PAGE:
Hybrid working is about to become a reality in Joondalup

July 21, 2021

The first of a new hybrid flexible workspace opens this September in the Lakeside Shopping Centre complex. Liberty, West Australia’s largest local and independently owned flexible workspace provider, are opening their sixth location in the heart of Joondalup city centre.

The new Flexible Workspace facility, located on the prominent junction of Grand Boulevard and Boas Avenue, will provide 122 workstations in 34 private offices and coworking space, a generous lounge area and 2 state of the art boardrooms across 776 sqm.

The Joondalup location will mirror the inspiring interior design enjoyed by businesses at their 197 St George’s Terrace and 35 Outram Street facilities, and the recently refurbished and iconic 1060 Hay Street location.

In addition to providing a home to the local small business community, the new facility is a solution to the hybrid real estate strategy (hub & spoke) being adopted by larger corporates where workforces spend some time working from (or near) home and some time in head office.

This strategy reduces the amount of floor space required centrally and will trickle down to medium and small businesses as it becomes even more mainstream.

Even before the pandemic, Jamie Vine, Liberty’s visionary Chief Executive recognised businesses were increasing their use of flexible workspace. With more than 50% of APAC businesses considering flexible office space as part of their real estate strategy (Source. Colliers International).

Business resilience means being ready to react quickly to market opportunities and manage risk. As a result of the pandemic, organisations of all sizes now realise that being agile is smart, sustainable, and strategic. Flexible workspaces allow companies to improve adaptability, increase cost-efficiency and lower risk without compromising the environment they provide to employees. 

Jamie Vine, CEO at Liberty said, “The hub and spoke principle is where corporate headquarters remain centrally located and are combined with the use of satellite offices for teams and employees in suburban catchments. The main office is still the place for key collaborative work, where company culture is nurtured, and where professional development and career progression relies on proximity to managers and executives, but the use of our satellite locations near employee’s homes means the long commute to the CBD becomes less regular. We know it is what staff are demanding and in today’s skills shortage it pays to listen and respond.”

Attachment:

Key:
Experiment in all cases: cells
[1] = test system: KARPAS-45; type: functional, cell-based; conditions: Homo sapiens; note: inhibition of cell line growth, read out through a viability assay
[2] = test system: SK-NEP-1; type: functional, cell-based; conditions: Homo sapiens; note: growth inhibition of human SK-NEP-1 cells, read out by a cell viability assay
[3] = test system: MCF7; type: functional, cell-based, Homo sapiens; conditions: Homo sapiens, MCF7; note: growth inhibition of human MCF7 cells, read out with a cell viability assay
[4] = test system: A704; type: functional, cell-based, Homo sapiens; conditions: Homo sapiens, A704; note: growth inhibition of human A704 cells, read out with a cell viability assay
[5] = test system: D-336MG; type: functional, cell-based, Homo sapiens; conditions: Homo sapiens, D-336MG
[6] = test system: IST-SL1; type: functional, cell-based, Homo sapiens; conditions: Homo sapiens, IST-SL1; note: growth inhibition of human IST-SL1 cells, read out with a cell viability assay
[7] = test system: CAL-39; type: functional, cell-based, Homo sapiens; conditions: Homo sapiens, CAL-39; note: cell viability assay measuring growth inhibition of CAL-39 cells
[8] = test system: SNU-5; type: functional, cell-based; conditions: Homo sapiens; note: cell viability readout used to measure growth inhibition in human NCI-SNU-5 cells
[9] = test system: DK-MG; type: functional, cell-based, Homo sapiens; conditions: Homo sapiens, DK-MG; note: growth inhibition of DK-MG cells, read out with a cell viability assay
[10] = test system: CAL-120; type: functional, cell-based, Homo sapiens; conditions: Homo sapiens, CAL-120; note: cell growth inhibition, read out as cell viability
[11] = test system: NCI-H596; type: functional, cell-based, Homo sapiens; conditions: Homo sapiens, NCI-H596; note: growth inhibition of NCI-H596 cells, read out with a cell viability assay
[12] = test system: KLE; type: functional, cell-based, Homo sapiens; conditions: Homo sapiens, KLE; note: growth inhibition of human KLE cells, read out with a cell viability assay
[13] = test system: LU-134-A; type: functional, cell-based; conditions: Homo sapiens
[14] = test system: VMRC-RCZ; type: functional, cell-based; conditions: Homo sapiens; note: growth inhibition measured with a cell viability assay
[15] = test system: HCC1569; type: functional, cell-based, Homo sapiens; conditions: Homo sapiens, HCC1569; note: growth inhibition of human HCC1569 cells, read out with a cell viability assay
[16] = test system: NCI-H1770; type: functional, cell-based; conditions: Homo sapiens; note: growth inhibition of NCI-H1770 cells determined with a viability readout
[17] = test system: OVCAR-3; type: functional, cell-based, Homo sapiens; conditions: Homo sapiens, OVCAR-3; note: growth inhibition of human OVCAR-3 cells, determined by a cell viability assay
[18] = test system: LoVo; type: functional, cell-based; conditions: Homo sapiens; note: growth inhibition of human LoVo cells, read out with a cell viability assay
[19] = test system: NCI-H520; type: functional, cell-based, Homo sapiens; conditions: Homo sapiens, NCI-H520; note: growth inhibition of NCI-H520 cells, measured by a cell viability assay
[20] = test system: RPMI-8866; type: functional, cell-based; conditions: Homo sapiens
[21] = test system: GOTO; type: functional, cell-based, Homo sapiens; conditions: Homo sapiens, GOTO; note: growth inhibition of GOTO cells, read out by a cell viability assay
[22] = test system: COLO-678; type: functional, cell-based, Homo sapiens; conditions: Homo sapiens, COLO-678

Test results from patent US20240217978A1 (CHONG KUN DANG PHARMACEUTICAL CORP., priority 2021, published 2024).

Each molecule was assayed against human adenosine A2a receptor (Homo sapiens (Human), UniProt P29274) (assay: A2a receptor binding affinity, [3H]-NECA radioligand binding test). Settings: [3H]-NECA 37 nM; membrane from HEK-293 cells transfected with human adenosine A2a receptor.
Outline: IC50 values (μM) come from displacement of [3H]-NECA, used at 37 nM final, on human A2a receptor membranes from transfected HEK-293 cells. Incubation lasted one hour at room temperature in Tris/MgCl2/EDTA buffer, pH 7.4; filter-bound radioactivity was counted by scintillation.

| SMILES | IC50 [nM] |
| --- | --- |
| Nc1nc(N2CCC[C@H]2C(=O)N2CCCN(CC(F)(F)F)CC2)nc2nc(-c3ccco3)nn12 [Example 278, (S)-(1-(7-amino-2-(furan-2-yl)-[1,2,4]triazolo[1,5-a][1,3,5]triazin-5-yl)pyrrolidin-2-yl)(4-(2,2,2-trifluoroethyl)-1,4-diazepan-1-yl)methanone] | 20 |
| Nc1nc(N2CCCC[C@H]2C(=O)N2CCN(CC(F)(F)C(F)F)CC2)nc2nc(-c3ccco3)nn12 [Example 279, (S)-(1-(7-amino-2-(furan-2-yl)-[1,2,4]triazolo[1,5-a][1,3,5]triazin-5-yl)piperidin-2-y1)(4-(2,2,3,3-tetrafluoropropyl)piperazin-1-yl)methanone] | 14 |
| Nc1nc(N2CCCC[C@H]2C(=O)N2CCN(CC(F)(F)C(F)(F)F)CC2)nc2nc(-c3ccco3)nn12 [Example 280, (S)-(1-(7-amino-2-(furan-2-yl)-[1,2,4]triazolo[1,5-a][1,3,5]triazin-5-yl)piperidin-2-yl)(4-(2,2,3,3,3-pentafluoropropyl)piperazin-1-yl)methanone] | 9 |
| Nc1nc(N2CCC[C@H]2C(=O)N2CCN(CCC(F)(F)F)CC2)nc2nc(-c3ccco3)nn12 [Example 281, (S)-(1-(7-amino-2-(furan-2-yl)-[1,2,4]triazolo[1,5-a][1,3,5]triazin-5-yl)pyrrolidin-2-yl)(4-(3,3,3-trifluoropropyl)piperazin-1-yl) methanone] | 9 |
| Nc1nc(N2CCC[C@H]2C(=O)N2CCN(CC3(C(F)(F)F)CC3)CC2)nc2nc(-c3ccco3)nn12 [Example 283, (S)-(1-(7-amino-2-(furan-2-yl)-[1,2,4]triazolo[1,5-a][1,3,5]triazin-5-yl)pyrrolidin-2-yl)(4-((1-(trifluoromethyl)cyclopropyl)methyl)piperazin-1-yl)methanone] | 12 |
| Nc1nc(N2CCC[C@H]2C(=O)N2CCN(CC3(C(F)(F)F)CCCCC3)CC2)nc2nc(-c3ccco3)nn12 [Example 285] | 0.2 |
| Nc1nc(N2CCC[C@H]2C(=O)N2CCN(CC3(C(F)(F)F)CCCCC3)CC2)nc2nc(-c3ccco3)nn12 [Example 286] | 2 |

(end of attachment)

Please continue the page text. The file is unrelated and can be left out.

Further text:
“Many enjoy the ‘work-from-home’ model without it affecting productivity, however working from home is not practical for everyone, many have young children, are struggling with residential internet connections or do not have the space to dedicate to a home office.

Until now the only way to enjoy the benefits of working in an office environment, including access to corporate grade IT infrastructure and a workspace designed to inspire and encourage collaboration, has been to commute to the CBD.”

Joondalup Mayor Hon. Albert Jacob said, “With the impact of COVID-19, the key to unlocking the future of work means that Joondalup is needing more co-working spaces and incubators. The City is transitioning from an economy focused on innovation, entrepreneurship, business and investment,”

Mayor Jacob added, “Having Liberty Flexible Workplaces opening in Joondalup provides an opportunity for our residents and the wider community to access co-working spaces to support working close to home. We welcome Liberty Flexible Workplaces into the Joondalup business community and look forward to seeing the growth and prosperity of their business, along with new innovation and entrepreneurial ideas forming into start-ups and businesses.”

The new Joondalup facility will bring Liberty’s portfolio up to 7000sqm of office space across the Perth Metro, incorporating 767 workstations in private offices and 78 coworking desks. With expansion sites already identified south of the Swan River and in Fremantle, their commitment to growing in suburban catchments to meet the demands of a changing workforce is clear.


This story ran in The Property Tribune and in Business News WA